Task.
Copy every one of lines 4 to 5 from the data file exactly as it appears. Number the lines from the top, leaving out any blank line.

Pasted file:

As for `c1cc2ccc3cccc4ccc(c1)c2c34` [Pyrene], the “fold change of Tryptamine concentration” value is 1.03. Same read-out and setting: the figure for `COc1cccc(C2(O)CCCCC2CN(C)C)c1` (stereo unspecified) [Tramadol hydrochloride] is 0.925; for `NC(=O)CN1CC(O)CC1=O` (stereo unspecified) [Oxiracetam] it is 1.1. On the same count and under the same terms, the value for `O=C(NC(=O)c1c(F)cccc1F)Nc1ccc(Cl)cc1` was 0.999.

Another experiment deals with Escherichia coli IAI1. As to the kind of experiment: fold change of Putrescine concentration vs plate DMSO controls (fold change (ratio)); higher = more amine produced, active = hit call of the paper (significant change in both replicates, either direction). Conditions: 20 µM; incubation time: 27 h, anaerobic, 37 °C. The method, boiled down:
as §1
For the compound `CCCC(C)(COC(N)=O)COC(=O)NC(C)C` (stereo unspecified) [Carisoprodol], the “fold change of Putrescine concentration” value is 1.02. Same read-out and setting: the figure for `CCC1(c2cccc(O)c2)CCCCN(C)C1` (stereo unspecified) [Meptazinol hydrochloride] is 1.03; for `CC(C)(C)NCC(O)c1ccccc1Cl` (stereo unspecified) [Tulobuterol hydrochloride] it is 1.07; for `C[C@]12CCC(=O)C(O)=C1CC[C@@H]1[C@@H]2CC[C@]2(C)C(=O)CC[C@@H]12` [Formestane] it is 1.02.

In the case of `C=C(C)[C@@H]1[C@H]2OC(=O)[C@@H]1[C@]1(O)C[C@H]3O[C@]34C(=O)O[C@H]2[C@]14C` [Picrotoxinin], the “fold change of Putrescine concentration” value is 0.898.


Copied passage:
For the compound `CCCC(C)(COC(N)=O)COC(=O)NC(C)C` (stereo unspecified) [Carisoprodol], the “fold change of Putrescine concentration” value is 1.02. Same read-out and setting: the figure for `CCC1(c2cccc(O)c2)CCCCN(C)C1` (stereo unspecified) [Meptazinol hydrochloride] is 1.03; for `CC(C)(C)NCC(O)c1ccccc1Cl` (stereo unspecified) [Tulobuterol hydrochloride] it is 1.07; for `C[C@]12CCC(=O)C(O)=C1CC[C@@H]1[C@@H]2CC[C@]2(C)C(=O)CC[C@@H]12` [Formestane] it is 1.02.

In the case of `C=C(C)[C@@H]1[C@H]2OC(=O)[C@@H]1[C@]1(O)C[C@H]3O[C@]34C(=O)O[C@H]2[C@]14C` [Picrotoxinin], the “fold change of Putrescine concentration” value is 0.898.